#JP1-63472
Kuniyoshi (1797-1861)

Nichiren in Snow at Tsukahara on Sado Island

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#JP1-63472
Kuniyoshi (1797-1861)
Nichiren in Snow at Tsukahara on Sado Island
Series:
The Life of Great Priest Nichiren
Medium:
Woodblock Print
Date:
c. 1832
Size:
9.875" x 14.75"
Signature:
Ichiyusai Kuniyoshi hitsu
Condition:
Very good color, impression and state, light soiling

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Details

Publisher:
Iseya Rihei
Seals:
Kiwame

About the art

Though the name Kuniyoshi may call to mind dynamic heroes, this scene from the life of Nichiren (1222-1282), the founder of the Hokke sect of Buddhism, is striking in its sense of stillness and meditative quality. From the series The Life of Great Priest Nichiren, this famous print portrays Nichiren during his wintry exile to Sado Island. At the base of Tsukahara Mountains, a small village hugs the shoreline, muffled beneath the snow. Bright against the winter landscape, Nichiren ascends into the mountains ankle deep in fresh powder. As the wind sweeps across the composition, the priest reaches to secure his hat, instilling a sense of bitter cold in this solitary snow scene.

Other impressions of this print can be found in the Metropolitan Museum of Art, NY, Museum of Fine Arts, Boston, British Museum, Honolulu Museum of Art, Harvard Art Museum, and Ritsumeikan University.

About the artist

The son of silk dyer, Kuniyoshi Utagawa was born into the Igusa family in Edo. Little is known about his very early years, though he is said to have shown remarkable talent from a young age. Kuniyoshi began his ukiyo-e career as a pupil of Shunei. At age 14 he was accepted to study the art of woodblock printing under Toyokuni I and, in time, would become one of his most successful students. In 1814, he left Toyokuni’s studio to pursue a career as an independent Japanese ukiyo-e artist. Initially, he had little success, selling tatami mats in order to support himself. However, his fortunes changed in 1827 with his dramatic series 108 Heroes of the Suikoden. From that point on, the public hungered for his portrayals of famous samurai and legendary heroes. Kuniyoshi worked in all genres, producing some brilliant landscapes and charming bijin-ga (pictures of beautiful women). He died in the spring of 1861 from complications of a stroke.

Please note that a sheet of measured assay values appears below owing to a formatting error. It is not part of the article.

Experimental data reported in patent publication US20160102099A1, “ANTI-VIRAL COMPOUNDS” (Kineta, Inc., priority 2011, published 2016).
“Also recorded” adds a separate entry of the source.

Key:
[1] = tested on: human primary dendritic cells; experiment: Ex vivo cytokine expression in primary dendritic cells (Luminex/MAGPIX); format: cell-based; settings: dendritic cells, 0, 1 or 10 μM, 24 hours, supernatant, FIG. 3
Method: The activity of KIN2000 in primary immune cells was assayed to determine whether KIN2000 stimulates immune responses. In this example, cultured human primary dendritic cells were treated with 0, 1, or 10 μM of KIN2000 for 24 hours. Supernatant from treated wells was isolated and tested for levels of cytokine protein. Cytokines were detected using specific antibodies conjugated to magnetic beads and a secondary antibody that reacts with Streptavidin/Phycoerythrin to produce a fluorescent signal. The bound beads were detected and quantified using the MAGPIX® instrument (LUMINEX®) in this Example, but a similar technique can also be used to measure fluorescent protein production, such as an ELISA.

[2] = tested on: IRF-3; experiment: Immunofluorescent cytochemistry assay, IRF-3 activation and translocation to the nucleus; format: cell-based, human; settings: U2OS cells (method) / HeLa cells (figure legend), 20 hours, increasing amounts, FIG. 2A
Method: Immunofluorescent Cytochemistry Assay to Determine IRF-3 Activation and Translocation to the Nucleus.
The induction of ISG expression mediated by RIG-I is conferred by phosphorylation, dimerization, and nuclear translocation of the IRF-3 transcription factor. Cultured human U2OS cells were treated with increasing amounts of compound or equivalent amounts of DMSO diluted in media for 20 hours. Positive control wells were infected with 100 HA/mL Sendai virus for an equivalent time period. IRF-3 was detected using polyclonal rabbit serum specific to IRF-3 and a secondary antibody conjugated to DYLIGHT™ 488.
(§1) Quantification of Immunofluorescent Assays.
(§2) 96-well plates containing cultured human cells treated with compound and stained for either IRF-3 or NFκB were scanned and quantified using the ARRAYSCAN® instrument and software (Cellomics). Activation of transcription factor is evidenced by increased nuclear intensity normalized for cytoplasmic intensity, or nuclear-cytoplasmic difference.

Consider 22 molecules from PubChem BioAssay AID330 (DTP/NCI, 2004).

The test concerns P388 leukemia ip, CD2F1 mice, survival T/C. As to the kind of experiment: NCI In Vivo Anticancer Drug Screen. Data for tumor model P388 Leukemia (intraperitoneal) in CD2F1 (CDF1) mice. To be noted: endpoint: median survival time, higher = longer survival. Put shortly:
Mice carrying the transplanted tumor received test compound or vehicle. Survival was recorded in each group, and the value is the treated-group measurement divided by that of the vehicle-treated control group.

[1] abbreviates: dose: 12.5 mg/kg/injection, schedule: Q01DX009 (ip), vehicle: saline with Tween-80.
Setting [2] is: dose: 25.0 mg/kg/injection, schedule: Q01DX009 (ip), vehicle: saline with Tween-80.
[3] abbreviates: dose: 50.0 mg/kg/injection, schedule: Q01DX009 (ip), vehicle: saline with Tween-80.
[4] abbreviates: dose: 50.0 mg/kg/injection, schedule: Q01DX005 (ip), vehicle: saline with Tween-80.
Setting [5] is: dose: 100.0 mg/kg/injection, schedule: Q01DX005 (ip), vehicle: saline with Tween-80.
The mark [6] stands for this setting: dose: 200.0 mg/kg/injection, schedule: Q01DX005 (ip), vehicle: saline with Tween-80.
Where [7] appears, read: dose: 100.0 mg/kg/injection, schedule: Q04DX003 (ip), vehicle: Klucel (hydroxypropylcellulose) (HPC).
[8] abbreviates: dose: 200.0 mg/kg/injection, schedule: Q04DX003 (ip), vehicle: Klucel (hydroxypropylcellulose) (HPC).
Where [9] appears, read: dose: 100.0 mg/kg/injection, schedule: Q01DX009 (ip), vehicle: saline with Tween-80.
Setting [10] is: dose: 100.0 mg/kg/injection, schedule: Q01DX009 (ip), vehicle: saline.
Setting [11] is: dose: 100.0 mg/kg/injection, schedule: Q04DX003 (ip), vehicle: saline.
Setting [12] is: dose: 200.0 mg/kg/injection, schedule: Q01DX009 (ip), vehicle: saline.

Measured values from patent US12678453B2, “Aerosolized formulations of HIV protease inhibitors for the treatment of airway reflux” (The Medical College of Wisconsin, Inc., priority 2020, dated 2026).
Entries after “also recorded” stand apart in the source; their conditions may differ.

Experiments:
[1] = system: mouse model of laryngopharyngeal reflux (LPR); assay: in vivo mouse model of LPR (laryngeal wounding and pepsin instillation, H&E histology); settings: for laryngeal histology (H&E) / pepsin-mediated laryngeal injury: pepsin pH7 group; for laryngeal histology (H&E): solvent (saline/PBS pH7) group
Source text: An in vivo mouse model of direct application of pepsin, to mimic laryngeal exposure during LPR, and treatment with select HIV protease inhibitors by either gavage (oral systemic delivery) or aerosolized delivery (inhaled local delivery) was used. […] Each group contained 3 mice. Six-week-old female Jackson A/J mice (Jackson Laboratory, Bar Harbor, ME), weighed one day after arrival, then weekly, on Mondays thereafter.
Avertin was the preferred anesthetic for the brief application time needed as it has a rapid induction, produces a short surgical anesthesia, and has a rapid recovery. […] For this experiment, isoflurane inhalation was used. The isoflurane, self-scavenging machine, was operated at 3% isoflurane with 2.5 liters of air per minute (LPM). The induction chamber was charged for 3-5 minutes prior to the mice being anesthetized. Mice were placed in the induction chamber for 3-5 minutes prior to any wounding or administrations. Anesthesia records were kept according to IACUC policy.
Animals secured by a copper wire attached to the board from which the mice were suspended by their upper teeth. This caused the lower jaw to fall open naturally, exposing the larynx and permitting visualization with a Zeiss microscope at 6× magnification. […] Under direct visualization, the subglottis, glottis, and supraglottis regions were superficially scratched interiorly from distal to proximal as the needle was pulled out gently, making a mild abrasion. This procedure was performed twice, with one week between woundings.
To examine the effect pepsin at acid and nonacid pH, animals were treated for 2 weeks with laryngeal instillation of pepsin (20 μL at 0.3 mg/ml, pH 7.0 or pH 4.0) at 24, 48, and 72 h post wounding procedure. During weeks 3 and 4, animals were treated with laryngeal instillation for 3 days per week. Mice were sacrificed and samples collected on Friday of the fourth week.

In direct contrast to the peaceful views of a scenic Japan provided by Hiroshige and Hokusai, the following decades saw a rise of the fierce, fearsome and fantastical in ukiyo-e. Kuniyoshi welcomed this changing public taste. He had a ravenous imagination and the full scope of his work reveals an aesthetic sensibility capable of assimilating almost any experience. No doubt, however, his particular genius felt most at home in the world of martial glory, where epic battles decided the fate of empires and fierce warriors clashed to the death. Kuniyoshi's prints were so popular in his time that he received requests for tattoo designs.

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